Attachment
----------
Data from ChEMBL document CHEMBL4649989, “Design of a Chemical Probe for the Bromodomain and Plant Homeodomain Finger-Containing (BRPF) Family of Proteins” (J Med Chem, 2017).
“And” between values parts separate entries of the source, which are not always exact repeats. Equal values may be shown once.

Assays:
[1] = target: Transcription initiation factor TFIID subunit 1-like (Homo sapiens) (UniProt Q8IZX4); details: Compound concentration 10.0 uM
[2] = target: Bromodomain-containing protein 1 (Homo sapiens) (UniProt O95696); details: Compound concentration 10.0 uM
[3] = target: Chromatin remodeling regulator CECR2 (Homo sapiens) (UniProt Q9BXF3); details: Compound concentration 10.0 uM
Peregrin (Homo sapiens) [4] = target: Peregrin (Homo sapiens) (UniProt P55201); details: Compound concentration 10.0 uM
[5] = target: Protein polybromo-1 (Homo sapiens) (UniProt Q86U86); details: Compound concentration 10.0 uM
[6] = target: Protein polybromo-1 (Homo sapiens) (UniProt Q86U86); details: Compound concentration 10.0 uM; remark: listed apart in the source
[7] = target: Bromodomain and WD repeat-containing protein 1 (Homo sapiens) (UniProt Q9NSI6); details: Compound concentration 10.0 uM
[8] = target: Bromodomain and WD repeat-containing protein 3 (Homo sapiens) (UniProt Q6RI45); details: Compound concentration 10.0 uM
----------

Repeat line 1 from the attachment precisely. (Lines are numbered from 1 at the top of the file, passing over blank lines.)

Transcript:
Data from ChEMBL document CHEMBL4649989, “Design of a Chemical Probe for the Bromodomain and Plant Homeodomain Finger-Containing (BRPF) Family of Proteins” (J Med Chem, 2017).